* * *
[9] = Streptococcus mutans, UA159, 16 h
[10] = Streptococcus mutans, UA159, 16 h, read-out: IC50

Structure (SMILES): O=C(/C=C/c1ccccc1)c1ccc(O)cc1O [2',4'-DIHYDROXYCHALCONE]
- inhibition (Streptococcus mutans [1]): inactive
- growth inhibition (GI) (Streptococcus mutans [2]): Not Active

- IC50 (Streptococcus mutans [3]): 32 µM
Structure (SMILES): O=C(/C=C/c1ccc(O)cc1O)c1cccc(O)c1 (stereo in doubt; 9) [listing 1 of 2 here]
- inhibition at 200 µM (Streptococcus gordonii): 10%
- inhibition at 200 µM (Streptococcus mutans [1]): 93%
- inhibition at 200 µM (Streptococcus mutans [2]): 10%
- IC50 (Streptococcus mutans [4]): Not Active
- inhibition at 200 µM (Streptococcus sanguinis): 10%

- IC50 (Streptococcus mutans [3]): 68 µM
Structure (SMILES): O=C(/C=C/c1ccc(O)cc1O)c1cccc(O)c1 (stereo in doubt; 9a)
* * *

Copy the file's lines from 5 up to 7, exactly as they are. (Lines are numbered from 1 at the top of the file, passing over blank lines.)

- growth inhibition (GI) (Streptococcus mutans [2]): Not Active

- IC50 (Streptococcus mutans [3]): 32 µM
Structure (SMILES): O=C(/C=C/c1ccc(O)cc1O)c1cccc(O)c1 (stereo in doubt; 9) [listing 1 of 2 here]